Penning/Cross or Davis?

      Best bet are the Ravens. They got two 3rd and five 4rd picks to trade up.

    • J

      A team will trade into the top 10 for a QB. It’s foolish and stupid but it’s going to happen.

      I think two QB go top 10 and three top 15. Even with the poor class, it’s about supply and demand. And there will always be sky high demand for young cost controlled QB play.

      This benefits Seattle, more demand to trade up to 9 and better nonQB available where they do end up picking.

      • Rob Staton

        I don’t think it will happen

        This is a bad QB class

        The media is doing its best but it’s all hype

        • OCHawkFan

          I know he shouldn’t but I bet Malik Willis goes in the top 10. He plays a premium position and has incredible upside. Teams will see him for the player he could be. A team like Detroit or Atlanta won’t be able to help themselves.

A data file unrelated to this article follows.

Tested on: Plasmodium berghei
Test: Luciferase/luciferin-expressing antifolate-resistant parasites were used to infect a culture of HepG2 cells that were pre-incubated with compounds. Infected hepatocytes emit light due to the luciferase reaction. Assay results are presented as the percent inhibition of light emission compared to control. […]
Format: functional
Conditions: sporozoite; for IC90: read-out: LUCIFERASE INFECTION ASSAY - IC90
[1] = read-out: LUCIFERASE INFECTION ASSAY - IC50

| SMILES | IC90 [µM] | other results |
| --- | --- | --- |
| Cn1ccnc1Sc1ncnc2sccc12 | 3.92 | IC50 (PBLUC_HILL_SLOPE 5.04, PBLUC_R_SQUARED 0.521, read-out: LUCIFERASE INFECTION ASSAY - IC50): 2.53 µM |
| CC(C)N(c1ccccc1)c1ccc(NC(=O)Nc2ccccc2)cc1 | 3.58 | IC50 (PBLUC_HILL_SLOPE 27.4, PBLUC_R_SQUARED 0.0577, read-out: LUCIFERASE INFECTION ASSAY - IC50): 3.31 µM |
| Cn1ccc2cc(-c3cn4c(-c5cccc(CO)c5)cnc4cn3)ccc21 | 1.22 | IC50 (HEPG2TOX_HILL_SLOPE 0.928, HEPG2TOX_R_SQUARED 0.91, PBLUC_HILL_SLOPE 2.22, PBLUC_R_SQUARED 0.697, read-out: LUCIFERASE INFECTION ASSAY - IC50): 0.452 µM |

4. JD

    A few thoughts I’m having. I want a defensive focused draft. I’m fine with going OL to start the rebuild but it feels like you can totally revamp your defense with this draft class alone.

    In my opinion, J Johnson, D Lloyd and D Stingley would be the ideal three players to revamp the D at each level in our new scheme. Having picks 9, 10 and 11 might get you this but we don’t have that. If we trade DK, we might be in a spot to draft two which would be exciting.

    But assuming that doesn’t happen, what scenario of players at 9, 40 and 41 would get you to the closest to these 3?

    Is CB depth in the 40’s not as strong as say LB? Would it be more advantageous to take Gardner/Stingley at 9 and then take Tindall/Chenal at 40? What is the difference in talent between Lloyd and Tindall/Chenal? Would Ojabo/Mafe last to 40? Most likely not but a small trade up should be possible.